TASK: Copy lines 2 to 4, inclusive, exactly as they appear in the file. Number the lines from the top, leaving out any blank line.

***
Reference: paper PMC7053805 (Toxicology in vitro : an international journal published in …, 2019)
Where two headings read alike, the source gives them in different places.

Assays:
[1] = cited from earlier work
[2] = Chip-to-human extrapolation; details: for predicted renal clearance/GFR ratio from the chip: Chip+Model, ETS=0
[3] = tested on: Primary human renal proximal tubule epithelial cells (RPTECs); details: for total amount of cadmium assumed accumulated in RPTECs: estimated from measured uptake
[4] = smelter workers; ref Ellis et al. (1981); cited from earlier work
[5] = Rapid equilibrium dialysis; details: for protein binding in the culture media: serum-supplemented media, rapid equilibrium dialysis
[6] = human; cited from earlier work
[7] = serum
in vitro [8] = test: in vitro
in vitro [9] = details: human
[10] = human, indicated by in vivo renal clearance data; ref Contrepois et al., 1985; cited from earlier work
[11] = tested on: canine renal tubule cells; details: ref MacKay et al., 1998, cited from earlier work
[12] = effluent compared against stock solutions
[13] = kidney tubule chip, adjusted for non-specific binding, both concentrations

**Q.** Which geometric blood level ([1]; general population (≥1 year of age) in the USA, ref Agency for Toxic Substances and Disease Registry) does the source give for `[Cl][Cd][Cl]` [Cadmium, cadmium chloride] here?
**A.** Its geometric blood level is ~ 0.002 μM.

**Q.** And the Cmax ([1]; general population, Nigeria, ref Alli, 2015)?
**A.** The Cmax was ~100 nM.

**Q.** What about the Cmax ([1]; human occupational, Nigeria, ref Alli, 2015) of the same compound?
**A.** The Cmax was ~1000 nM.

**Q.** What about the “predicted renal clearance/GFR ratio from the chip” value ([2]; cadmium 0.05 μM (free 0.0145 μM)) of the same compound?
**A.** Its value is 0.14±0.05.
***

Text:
Where two headings read alike, the source gives them in different places.

Assays:
[1] = cited from earlier work